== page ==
The first federal court ruling on a charitable choice case went against government funding of religion-based social service programs. But more court fights lie ahead.

On January 8, U.S. District Judge Barbara Crabb ruled in the case of Freedom from Religion Foundation vs. McCallum. The judge said the state violated the separation of church and state when it appropriated more than $800,000 to Faith Works, a drug treatment program in Milwaukee. Crabb said the state had crossed the line by providing “unrestricted, direct funding of an organization that engages in religious indoctrination.”

Faith Works describes its program as “inherently Christian,” and “a holistic, faith-based approach to bring healing to mind, body, heart and soul.” Wisconsin established the program in 1999 as a demonstration project for government funding of religion-based social service agencies. Its first funds came from the office of former governor Tommy Thompson, now President Bush’s secretary of Health and Human Services. His successor, Scott McCallum, says the state will appeal.

George W. Bush visited Faith Works in July 2000 as a presidential candidate. He promised hundreds of millions of federal aid dollars for similar programs as part of his faith-based service initiative. But Congress has been slow to pass enabling legislation.

Crabb’s action was only one of “many, many such decisions” to come, says Annie Laurie Gaylor, cofounder of the Madison, Wisconsin-based Freedom from Religion Foundation. She expressed confidence that an appeals court will uphold the decision.

Other opponents of church-state aid were likewise jubilant. Americans United for Separation of Church and State hailed Crabb’s ruling as “a major blow” to the Bush plan. “This is a tremendous victory for individual freedom,” said the group’s director, Barry Lynn.

But some advocates of faith-based initiatives were not dismayed. Stephen Lazarus of the Center for Public Justice said the ruling “by no means slams the door on the President’s faith-based and community initiatives.” Instead, he said, it merely showed that government agencies will have to be careful in how they approach such funding. “They have to be very careful to follow the guidelines that charitable choice lays down in federal law.”

For instance, Faith Works could still receive government funding through state vouchers given to addicts to pay for treatment, if they voluntarily select its program. Or they can segregate their religious and social service activities. But in this case, Crabb ruled that “religion is so integral to the Faith Works program that it is not possible to isolate it from the program as a whole.”

Article continues below

The lawsuit also challenged the Wisconsin Department of Corrections’ use of its funds to send offenders to a Faith Works prerelease halfway house. Crabb did not rule on this challenge, and set it for a separate trial.

Related Elsewhere

Faith Works is an employment-focused, addiction recovery program that emphasizes personal and economic well being.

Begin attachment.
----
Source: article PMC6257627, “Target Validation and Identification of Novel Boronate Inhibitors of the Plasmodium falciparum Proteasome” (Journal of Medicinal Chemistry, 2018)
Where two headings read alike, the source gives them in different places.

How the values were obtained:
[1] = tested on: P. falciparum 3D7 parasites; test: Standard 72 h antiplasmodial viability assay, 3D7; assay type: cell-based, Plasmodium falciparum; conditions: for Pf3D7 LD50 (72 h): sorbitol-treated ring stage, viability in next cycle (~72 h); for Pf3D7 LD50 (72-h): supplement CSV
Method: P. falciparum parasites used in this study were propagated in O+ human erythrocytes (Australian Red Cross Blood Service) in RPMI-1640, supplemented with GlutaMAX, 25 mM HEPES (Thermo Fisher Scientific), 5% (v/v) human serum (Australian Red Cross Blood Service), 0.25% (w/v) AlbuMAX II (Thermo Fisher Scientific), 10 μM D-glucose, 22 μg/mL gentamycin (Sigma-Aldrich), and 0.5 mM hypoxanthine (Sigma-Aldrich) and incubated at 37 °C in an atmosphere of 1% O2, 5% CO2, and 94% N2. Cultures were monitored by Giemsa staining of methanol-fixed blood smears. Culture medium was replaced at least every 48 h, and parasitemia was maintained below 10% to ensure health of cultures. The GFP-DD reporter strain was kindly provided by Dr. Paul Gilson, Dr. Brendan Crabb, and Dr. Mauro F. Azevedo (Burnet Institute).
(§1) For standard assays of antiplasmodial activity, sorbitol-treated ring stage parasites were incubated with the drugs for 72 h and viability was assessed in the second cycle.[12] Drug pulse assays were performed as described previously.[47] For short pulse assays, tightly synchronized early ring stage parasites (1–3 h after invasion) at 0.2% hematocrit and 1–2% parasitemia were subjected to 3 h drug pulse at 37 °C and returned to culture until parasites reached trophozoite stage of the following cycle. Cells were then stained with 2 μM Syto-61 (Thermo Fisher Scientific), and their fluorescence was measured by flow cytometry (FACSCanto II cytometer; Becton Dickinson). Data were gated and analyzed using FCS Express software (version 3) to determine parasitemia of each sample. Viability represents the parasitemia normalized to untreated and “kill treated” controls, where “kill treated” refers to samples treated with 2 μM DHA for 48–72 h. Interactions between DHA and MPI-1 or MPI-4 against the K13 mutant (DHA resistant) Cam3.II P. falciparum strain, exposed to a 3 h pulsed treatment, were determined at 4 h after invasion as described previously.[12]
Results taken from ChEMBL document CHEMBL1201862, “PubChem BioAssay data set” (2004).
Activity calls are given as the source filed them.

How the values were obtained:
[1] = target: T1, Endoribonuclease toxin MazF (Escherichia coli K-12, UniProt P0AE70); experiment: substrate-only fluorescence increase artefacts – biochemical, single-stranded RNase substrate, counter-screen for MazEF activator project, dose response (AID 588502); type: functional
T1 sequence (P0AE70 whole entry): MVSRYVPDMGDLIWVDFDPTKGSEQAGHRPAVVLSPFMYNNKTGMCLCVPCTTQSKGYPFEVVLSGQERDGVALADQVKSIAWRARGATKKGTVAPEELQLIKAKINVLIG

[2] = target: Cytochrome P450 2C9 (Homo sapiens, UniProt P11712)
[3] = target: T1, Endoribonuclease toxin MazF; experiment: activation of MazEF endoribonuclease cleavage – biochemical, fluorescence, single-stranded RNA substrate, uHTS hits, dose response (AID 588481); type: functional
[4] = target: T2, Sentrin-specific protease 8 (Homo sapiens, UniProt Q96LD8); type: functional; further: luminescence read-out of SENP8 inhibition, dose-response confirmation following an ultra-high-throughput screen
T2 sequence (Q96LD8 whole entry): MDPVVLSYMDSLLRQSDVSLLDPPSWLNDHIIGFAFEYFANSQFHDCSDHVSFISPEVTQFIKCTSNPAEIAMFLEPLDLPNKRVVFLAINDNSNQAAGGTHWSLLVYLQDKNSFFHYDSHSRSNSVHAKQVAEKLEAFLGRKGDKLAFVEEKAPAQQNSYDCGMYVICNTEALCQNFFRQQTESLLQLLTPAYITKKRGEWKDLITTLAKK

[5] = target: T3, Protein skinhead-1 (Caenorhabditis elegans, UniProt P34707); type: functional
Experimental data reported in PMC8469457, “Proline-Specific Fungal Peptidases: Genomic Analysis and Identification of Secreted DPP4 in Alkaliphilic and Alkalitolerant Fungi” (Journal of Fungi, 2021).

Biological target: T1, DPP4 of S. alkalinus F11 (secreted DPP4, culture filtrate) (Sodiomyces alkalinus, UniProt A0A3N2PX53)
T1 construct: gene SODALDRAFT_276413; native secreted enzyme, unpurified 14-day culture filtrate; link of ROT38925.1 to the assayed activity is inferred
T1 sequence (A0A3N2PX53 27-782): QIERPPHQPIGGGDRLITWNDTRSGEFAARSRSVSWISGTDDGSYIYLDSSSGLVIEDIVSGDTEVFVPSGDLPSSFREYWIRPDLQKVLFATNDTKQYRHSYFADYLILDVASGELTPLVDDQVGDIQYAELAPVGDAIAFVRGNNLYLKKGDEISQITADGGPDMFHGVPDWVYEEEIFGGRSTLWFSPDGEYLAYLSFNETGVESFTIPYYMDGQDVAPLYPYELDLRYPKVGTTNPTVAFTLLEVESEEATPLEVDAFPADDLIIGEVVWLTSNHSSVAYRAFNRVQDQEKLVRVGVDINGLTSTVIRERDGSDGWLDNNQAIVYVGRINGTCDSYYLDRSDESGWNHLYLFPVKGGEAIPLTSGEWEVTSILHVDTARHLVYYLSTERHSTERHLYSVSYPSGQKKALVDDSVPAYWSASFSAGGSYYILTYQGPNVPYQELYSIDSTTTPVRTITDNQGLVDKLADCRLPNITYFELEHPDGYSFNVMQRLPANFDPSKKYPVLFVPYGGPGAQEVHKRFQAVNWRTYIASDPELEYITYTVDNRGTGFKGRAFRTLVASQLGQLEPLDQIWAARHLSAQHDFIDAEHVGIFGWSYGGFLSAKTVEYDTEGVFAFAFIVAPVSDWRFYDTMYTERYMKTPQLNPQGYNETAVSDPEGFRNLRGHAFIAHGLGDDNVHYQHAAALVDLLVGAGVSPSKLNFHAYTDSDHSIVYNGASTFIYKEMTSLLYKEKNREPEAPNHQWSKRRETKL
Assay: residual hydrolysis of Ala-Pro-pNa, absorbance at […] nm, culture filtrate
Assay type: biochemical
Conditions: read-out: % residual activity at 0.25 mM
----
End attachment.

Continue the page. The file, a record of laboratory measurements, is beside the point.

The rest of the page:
Coverage of the Faith Works decision includes:

Judge in Wisconsin Voids a Religion-Based InitiativeThe New York Times (Jan. 10, 2002)

Faith ruling gives both sides hopeMilwaukee Journal Sentinel (Jan. 9, 2002)

Judge Nixes Faith-Based Funding — Associated Press (Jan. 8, 2002)

Faith-based agency loses in rulingMilwaukee Journal Sentinel (Jan. 8, 2002)

A recent Christianity Today Web-only story looked at the effect that the Faith Works decision, and other factors, will have on the “The State of the Faith-Based Initiative

The Center for Public Justice has on online archive of information on the faith-based initiative and a reaction to the Faith Works decision written by Steve Lazurus.

Recent news articles on Bush’s faith-based initiative include:

Accord Reached on Charity Aid Bill After Bush Gives in on HiringThe New York Times (Feb. 8, 2002)
Bush Endorses Compromise In Senate on Aid to CharitiesThe Washington Post (Feb. 8, 2002)
Deal Reached on Charitable Giving — Associated Press (Feb. 7, 2002)
Charity Bill Compromise Is ReachedThe Washington Post (Feb. 6, 2002)
White House and Senate Agree on Church CharitiesThe New York Times (Feb. 6, 2002)
New Director for Faith-Based OfficeThe Washington Post (Feb. 1, 2002)

Past Christianity Today articles on the faith-based initiative include:

Weblog: Bush Backs Senate Faith-Based Initiative BillAllowing folks who don't itemize deductions on their tax returns to deduct for charitable giving is apparently huge. (Feb. 2, 2002)
Implacable Foes Find (Some) Common Ground on Faith-Based InitiativesDiverse working group's recommendations represent the minimum, not the maximum, that is politically possible. (Jan. 30, 2002)
Where Does the Faith-Based Initiative Stand?Observers look to Bush support, discussion, and the hiring exemption as keys to Charitable Choice legislation. (Sept. 7, 2001)
House Approves Charitable Choice BillHiring protections for religious organizations stays in the bill, but back-room negotiations may mean they won't stay. (July 27, 2001)
Article continues below
DiIulio Pitches Charitable Choice to Cautious NAE DelegatesMeanwhile, group suggests religious broadcasters reconsider severing ties. (March 21, 2001)
No More ExcusesBush's faith-based initiative should reinvigorate our mission of service. (March 15, 2001)
Charitable Choice Dance BeginsFaith-based organizations cautious but eager for government aid. (March 15, 2001)
Bush's Faith-Based PlansGeorge W. Bush, Texas governor and presidential candidate, has placed government cooperation with faith-based initiatives at the core of his campaign. (Oct. 25, 1999)

Have something to add about this? See something we missed? Share your feedback here.

Our digital archives are a work in progress. Let us know if corrections need to be made.